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St. Mary’s Assumption Roman Catholic Church

Update: This is in fact the old St. John’s Episcopal Church, and it originally possessed a very tall spire over twice as tall as the current tower on the right. The Society of St. Pius is still canonically in a state of flux with the Roman Catholic hierarchy as of 2018.

Officially, in Church doctrine this is a chapel, but in form it is a church. Like many of the houses of worship in the older part of the city, this building needed a new use when the density of the surrounding area declined, and is now operated by the Society of St. Pius. You can read about it here.

It’s a great example of English Gothic Revival, which is rare this deep in the city. Normally I see expression of the French or German, or even before that, the Neoclassical of George I. Barnett.

And it is a survivor, just barely getting demolished for the Truman Parkway and the nearby housing projects.

The back of the church features a truncated choir that ends at the transepts, with a diminutive pentagonal apse. I like it, and it is in great condition.

Most interesting are these engaged buttresses which do not terminate in the ground, but rather return to the wall before the cut stone foundation courses.

5 Comments

  1. Chris, I may be mistaken, but I believe this was built as St. John Episcopal Church, then the congregation moved to a new church on Arsenal in Tower Grove. I don’t know what the original building was used for until the early 1980’s when Metropolitan Community Church took over as a LBGT Church, until it’s current use

    • David, you’re exactly right, it was a St. John’s Episcopal in 1909, according to fire insurance maps in 1909. Interesting that the current Catholic institution did not reuse a former Catholic church but rather acquired this building. Perhaps it was the perfect size and condition for their uses.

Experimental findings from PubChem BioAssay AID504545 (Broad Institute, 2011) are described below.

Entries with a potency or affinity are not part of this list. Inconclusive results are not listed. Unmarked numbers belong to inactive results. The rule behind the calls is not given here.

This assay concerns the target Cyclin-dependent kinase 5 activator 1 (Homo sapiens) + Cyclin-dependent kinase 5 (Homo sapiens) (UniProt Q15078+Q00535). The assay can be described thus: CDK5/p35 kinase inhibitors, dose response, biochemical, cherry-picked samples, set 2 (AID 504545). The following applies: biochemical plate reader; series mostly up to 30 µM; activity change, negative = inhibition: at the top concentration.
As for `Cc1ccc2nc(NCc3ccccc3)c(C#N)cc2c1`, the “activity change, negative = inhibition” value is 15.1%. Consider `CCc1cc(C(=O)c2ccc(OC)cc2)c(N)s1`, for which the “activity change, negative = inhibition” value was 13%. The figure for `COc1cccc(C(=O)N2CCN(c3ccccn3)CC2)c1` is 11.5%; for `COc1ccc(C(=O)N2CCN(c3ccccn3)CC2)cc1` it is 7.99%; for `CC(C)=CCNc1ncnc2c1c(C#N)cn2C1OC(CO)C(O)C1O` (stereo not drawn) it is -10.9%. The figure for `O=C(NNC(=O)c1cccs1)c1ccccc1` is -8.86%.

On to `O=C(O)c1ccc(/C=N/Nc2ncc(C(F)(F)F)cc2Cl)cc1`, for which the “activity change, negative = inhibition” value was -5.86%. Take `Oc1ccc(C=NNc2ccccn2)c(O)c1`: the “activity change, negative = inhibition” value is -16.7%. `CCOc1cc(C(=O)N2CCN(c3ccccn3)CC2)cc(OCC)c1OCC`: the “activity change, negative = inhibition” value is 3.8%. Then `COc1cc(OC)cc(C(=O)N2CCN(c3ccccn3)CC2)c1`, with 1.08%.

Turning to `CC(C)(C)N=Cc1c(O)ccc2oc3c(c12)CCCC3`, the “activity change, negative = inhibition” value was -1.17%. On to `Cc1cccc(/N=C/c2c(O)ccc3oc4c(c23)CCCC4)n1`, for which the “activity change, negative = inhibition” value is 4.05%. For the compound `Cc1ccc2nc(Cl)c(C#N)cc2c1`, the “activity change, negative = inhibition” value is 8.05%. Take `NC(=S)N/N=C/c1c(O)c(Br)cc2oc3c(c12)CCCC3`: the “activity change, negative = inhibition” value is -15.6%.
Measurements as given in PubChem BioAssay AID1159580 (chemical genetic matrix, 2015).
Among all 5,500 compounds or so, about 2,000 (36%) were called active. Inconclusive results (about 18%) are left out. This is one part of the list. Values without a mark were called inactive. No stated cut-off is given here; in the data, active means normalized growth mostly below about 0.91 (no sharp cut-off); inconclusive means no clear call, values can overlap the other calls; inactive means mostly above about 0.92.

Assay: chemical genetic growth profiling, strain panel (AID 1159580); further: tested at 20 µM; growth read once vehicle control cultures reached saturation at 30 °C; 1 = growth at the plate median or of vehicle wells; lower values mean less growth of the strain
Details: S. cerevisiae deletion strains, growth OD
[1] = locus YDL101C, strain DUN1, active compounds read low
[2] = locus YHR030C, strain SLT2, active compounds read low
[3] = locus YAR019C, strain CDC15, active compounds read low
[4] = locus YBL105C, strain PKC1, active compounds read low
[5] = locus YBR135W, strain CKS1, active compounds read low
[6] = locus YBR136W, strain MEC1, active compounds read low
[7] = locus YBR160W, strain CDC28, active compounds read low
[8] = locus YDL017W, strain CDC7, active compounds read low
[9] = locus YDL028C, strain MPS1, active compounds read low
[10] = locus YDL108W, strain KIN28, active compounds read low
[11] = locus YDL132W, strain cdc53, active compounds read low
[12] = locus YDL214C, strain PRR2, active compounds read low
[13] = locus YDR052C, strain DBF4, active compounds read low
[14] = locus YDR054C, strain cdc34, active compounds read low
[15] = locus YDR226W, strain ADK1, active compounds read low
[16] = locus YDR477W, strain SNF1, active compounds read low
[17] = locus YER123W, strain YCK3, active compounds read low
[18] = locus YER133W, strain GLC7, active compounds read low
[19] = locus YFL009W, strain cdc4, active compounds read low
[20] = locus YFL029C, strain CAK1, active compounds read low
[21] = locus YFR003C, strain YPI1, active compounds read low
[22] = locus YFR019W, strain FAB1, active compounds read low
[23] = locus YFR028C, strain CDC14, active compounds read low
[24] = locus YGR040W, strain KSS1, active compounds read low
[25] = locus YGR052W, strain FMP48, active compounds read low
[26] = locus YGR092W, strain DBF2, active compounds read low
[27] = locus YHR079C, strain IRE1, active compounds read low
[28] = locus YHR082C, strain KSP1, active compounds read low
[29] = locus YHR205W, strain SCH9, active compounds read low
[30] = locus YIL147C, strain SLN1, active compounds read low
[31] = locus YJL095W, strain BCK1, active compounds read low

2. The Society of St. Pius X is a schismatic group and is not recognized by the Roman Catholic Church.

    There’s no way that the Archdiocese would ever sell one of its former buildings to this group.

  3. From stltoday.com:

    In 1997, church bought and restored current building, which was built in 1871 as an Episcopal church, later used by Ruthenian Greek Catholics and then by Protestant and non-denominational groups.

    It would appear that the sale in 1997 was not made between the somewhat reactionary but official Archdiocese and the schismatic (and reactionary) SSPX.

    I had the pleasure of visiting with a priest at the rectory and church in the 1970s when the Ruthenian Catholic congregation. He had taught at my high school and provided an interesting glimpse into the structures, as well as a non-Roman-rite group additional to that at St. Raymond.

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